Taking Care of Furniture

When people buy furniture they often will not look for the cheapest as they will want good quality furniture which they hope will last for the rest of their lives or at least most of it anyway. This also means of course that once they have bought their furniture, they will try and ensure that they take care of it properly, allowing to keep its appearance and functionality for as long as possible. For this reason, teak furniture has become very popular as teak furniture care is often far easier than the care of other types of furniture.  

Metal and plastic furniture, of course, requires different methods of care than wooden furniture but whereas furniture made from most types of wood need constant polishing to both to protect it and keep it looking good, teak furniture only needs to be lightly brushed with a soft brush, soap, and water to keep its great look. Teak may, however, lose its golden honey color and so some people apply a protective coat or sealant in order for the furniture to keep its newer appearance. If a teak furniture owner should opt to use teak oil though, they should only use it on indoor teak furniture as it can have a detrimental effect on outside teak furniture.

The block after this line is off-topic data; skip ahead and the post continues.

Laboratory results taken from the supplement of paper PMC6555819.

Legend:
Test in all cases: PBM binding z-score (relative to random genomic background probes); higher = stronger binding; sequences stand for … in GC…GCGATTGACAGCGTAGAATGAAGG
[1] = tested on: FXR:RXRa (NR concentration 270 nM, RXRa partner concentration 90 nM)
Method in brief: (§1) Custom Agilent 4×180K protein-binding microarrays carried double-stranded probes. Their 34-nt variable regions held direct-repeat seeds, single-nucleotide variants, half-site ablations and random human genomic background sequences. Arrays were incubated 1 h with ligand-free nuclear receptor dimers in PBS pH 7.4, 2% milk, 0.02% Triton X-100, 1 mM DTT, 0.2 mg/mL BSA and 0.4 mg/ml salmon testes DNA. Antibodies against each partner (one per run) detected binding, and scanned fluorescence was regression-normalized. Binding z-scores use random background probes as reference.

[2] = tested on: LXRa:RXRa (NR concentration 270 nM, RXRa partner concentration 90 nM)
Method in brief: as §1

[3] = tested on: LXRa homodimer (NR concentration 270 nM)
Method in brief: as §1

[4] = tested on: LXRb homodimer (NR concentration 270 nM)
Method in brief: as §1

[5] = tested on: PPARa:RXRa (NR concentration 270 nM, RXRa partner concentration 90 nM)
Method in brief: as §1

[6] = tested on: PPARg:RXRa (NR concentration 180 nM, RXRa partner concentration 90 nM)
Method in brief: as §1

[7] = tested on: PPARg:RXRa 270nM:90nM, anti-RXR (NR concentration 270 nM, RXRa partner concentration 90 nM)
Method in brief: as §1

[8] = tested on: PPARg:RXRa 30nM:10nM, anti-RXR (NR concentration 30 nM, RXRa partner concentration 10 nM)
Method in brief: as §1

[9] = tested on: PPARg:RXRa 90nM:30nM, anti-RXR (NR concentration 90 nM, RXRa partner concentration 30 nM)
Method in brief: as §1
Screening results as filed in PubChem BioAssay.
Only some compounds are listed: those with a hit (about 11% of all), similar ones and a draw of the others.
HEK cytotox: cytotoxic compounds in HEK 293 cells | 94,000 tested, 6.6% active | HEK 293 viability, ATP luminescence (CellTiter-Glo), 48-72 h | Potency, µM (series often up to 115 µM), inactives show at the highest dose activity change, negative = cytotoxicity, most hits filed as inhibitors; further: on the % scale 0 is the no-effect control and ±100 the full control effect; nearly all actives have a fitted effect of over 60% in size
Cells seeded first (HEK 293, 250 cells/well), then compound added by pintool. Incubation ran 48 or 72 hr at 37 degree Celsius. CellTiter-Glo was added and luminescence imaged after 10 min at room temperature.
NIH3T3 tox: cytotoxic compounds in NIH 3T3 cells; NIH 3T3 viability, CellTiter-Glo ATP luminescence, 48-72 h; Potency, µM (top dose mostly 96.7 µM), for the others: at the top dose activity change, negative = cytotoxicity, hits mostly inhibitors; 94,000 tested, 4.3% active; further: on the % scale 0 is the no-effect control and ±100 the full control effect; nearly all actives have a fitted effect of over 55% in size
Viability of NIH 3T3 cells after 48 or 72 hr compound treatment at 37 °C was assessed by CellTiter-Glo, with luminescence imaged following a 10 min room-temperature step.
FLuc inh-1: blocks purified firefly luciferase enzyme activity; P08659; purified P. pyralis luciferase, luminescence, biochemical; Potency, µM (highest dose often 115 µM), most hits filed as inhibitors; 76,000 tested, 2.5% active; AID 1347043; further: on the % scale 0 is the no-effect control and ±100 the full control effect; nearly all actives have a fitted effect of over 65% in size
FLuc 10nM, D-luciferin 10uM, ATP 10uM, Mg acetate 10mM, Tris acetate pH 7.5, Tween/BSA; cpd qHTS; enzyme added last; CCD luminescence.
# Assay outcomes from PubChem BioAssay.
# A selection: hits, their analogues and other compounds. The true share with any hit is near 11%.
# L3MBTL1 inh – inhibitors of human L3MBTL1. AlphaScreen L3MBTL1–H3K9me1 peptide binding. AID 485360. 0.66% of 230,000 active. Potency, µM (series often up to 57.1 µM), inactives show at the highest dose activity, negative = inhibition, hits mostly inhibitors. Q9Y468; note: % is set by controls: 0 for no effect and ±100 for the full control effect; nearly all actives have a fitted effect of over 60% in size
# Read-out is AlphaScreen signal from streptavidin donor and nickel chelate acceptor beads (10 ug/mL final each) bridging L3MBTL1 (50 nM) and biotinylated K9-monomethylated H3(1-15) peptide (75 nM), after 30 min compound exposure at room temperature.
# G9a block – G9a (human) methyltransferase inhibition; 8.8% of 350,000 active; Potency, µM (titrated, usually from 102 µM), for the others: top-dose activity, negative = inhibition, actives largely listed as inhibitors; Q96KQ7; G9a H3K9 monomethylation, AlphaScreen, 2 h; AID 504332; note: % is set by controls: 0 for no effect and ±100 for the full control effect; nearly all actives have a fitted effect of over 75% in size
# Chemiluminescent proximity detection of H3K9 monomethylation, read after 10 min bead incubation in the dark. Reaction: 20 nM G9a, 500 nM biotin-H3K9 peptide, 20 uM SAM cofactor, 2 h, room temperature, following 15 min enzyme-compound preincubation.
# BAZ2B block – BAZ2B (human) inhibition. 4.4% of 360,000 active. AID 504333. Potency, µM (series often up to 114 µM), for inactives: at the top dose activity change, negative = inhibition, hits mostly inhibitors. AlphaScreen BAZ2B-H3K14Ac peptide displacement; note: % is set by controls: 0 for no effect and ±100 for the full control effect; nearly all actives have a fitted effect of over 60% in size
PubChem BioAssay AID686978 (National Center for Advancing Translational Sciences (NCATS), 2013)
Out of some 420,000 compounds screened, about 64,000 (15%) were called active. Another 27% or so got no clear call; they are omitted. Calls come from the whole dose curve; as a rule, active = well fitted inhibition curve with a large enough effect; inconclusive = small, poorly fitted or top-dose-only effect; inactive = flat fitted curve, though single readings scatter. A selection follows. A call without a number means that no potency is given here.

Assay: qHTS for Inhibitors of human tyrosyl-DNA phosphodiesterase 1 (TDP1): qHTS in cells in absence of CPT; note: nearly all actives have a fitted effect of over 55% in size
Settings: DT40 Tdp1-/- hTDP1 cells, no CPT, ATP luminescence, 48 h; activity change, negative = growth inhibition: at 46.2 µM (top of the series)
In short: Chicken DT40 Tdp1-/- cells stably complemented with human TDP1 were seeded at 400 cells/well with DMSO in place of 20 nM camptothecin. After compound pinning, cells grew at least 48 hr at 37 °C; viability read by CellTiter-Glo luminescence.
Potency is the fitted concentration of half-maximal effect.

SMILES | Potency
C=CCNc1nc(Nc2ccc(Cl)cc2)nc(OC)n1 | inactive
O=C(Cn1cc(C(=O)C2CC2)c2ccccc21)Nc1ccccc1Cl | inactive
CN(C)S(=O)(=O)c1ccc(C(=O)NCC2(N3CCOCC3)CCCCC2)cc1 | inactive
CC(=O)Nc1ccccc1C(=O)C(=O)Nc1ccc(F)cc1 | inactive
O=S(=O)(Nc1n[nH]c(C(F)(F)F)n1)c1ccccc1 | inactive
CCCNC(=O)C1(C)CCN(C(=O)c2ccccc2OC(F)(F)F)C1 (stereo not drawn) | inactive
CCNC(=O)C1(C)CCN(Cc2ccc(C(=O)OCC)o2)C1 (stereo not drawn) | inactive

The reason why teak furniture needs so little maintenance in order to keep looking good is that teak contains natural oil which protects it even after it has been cut from the tree. The natural oil produced by the tree stores the oil in the wood and concentrates it in the middle of the tree known as the teak tree’s heart and therefore teak wood which is rich in oil as it is cut from the center of the tree is known as heartwood. Although oil is also present in the woodcut from outer layers of the tree, the oil is not so concentrated and so is less effective than the oil in the heartwood.

To assist potential buyers of teak furniture in ensuring they get the quality of furniture they would like, the type of teak used in the furniture has been categorized into three separate grades. Grade A teak is the highest quality teak used in furniture as it is not only heartwood but is heartwood from a mature tree, one more than 20 years old. The teak tree produces and stores oil all its life and so the wood from older trees contains more oil than the wood from younger would. Grade B teak is also heartwood and so contains concentrated oil but this time the heartwood is from a younger tree that would qualify it to be Grade A teak. Grade C teak, although the lowest quality of the three grades also contains oil as this wood has been taken from an outer layer of the tree and not the center, it is not heartwood and so the oil is even less concentrated than that of Grade B teak.

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